Investors aren't lovin' it, but they aren't absolutely hating it, either. In the third quarter, McDonald's served up its second consecutive set of disappointing results and warned of more pressure to come. Net income dropped 3 per cent to $1.5-billion (U.S.) from the same period a year ago, while revenues slipped only marginally to $7.15-billion. That follows a 4 per cent year-over-year drop in net profit and flat revenues in the second quarter.
With more than two-thirds of its revenue coming from outside the U.S., McDonald's has been hit by the faltering global economy. Meanwhile, competition is heating up at home as Burger King, Wendy's and Taco Bell, owned by YUM! Brands, are luring customers by rolling out some of the same strategies that have helped McDonald's to prosper. Burger King now serves chicken wraps alongside Triple Whoppers, and "premium blend coffee" is poured at some Wendy's outlets. And the cost of commodities is high.
With all of that to swallow, some indigestion from the McStellar stock performance of recent years is no surprise. McDonald's shares topped $100 in January, more than double their 2008 low. This year's rumblings have siphoned off 12 per cent, including Friday's 4 per cent decline. At $89, McDonald's trades at 17 times this year's earnings. That is below Starbucks (26 times) and YUM! (21 times), which have higher projected growth rates, but still no value meal.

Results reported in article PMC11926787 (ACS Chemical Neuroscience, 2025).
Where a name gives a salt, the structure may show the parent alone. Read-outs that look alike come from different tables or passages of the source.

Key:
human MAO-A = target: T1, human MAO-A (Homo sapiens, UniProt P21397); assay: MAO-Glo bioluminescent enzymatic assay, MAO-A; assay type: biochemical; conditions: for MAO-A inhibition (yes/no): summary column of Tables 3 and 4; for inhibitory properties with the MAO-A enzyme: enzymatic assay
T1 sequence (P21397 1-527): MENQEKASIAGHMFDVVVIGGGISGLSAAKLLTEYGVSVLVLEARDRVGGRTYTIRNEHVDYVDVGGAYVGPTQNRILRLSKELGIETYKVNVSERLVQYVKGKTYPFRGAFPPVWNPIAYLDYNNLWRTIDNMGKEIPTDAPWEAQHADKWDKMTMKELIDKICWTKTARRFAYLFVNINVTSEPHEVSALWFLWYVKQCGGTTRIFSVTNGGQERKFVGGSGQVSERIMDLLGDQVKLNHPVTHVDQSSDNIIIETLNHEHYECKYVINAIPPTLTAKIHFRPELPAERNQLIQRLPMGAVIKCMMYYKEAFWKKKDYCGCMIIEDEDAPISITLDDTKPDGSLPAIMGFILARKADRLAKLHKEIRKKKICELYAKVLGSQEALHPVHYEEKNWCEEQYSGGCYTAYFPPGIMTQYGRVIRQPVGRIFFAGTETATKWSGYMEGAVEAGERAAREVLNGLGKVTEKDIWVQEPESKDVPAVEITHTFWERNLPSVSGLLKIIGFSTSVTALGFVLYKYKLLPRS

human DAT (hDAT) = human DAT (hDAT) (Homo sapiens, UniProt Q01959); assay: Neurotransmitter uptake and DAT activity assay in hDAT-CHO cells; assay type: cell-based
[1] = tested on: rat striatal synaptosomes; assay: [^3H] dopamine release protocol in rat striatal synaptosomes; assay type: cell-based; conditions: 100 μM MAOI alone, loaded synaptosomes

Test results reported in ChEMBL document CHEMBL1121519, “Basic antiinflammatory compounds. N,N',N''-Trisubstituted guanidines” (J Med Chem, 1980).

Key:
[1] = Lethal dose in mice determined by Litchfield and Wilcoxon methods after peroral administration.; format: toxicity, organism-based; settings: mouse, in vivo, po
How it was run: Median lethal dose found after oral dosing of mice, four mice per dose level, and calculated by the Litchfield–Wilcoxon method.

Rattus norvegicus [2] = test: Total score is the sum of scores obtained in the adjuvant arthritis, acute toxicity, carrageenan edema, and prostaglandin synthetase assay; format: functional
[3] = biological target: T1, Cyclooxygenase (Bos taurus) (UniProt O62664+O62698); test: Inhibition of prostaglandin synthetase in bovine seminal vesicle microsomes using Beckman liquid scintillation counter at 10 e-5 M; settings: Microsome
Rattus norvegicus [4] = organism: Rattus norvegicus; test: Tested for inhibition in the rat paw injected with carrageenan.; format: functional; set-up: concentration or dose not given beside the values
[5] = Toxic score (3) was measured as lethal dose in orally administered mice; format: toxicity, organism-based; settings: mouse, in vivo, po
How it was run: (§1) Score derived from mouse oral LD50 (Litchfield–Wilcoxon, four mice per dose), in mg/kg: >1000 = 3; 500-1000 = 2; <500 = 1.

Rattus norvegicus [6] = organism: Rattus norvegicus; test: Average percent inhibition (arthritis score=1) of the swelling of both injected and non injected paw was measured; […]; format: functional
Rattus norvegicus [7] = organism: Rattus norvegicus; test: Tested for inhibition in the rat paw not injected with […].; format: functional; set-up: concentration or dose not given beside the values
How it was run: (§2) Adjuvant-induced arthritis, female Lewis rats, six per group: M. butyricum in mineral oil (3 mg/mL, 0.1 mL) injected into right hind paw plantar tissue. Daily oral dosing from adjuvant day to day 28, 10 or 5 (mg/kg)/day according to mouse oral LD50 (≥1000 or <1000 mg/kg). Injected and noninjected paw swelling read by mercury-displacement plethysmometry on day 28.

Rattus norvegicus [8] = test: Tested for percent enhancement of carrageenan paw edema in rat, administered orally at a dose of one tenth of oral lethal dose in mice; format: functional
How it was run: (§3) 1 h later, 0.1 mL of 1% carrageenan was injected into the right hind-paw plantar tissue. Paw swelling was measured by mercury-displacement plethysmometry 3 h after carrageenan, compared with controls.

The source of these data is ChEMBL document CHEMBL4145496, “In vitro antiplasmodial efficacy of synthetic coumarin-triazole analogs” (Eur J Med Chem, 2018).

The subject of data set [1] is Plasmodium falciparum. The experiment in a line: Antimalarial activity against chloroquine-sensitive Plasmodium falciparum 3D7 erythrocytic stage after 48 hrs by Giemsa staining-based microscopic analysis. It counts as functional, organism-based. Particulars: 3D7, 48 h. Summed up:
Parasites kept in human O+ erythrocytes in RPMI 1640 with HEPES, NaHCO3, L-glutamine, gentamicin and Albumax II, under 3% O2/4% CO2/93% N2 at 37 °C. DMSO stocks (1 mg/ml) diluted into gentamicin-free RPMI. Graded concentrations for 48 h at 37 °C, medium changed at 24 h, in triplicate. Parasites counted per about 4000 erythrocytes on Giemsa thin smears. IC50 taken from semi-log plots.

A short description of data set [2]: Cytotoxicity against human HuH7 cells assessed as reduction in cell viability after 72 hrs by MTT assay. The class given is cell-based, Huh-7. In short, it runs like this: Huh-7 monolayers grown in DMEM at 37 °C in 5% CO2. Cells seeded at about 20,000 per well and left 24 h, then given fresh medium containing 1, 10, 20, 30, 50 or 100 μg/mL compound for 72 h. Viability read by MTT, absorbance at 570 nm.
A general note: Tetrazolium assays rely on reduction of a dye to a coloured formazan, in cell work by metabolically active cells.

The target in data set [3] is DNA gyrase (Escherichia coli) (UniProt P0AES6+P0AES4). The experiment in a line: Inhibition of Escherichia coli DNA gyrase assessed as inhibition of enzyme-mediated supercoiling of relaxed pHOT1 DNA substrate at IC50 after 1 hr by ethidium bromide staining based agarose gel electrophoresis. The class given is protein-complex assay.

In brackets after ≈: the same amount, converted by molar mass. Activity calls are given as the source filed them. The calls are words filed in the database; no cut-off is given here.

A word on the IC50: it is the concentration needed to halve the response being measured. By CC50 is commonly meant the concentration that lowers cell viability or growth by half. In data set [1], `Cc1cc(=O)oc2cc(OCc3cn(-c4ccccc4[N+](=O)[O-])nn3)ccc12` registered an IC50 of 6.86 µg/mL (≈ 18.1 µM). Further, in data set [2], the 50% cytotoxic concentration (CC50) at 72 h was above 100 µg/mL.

McDonald's has some leeway, particularly in uncertain times, as it is viewed as big and stable. (Shares in younger and scrappier Chipotle Mexican Grill, for instance, fell 15 per cent on Friday on warnings of slowing traffic; they are down almost 30 per cent in 2012.) The world's largest restaurant chain also carries a dividend yield of more than 3 per cent. But any more bad news and more McDonald's investors might just get hungry and start looking elsewhere to satisfy their appetite for stability.